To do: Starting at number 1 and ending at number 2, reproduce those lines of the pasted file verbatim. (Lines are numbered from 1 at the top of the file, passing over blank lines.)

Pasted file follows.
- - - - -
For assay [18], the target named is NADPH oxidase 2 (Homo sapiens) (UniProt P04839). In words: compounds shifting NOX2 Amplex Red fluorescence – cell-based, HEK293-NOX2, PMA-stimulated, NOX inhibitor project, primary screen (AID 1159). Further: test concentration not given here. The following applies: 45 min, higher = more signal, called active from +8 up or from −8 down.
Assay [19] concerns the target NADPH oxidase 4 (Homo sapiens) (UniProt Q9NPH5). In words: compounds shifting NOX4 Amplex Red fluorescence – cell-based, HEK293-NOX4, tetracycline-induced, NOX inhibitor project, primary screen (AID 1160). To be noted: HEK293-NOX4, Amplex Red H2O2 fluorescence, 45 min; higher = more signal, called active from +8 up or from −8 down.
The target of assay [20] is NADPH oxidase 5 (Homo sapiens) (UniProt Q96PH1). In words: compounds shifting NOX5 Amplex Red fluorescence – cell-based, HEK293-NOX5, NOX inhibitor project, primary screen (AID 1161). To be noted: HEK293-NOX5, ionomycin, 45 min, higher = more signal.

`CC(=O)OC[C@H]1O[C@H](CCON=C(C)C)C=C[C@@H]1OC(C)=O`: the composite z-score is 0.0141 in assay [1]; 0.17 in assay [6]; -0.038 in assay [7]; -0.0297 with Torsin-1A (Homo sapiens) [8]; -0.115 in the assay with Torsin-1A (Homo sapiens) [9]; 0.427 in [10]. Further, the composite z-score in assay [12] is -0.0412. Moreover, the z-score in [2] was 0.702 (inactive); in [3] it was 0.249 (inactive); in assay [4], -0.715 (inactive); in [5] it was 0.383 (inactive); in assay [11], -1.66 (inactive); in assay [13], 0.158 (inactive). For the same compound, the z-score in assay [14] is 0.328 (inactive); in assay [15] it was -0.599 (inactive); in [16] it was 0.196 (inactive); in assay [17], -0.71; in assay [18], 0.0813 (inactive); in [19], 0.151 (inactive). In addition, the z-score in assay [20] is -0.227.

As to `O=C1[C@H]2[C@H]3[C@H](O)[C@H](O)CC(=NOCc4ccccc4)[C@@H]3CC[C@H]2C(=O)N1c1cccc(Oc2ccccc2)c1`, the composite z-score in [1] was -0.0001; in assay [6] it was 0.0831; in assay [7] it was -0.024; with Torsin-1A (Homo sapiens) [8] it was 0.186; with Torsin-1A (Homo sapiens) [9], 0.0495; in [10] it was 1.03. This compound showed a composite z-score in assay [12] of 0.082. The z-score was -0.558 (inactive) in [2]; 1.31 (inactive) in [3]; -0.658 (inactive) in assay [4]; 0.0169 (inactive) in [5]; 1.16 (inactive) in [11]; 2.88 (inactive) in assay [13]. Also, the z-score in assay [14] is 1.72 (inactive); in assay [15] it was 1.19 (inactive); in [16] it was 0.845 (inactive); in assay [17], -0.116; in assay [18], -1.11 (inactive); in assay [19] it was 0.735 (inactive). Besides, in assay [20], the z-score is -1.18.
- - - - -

For assay [18], the target named is NADPH oxidase 2 (Homo sapiens) (UniProt P04839). In words: compounds shifting NOX2 Amplex Red fluorescence – cell-based, HEK293-NOX2, PMA-stimulated, NOX inhibitor project, primary screen (AID 1159). Further: test concentration not given here. The following applies: 45 min, higher = more signal, called active from +8 up or from −8 down.
Assay [19] concerns the target NADPH oxidase 4 (Homo sapiens) (UniProt Q9NPH5). In words: compounds shifting NOX4 Amplex Red fluorescence – cell-based, HEK293-NOX4, tetracycline-induced, NOX inhibitor project, primary screen (AID 1160). To be noted: HEK293-NOX4, Amplex Red H2O2 fluorescence, 45 min; higher = more signal, called active from +8 up or from −8 down.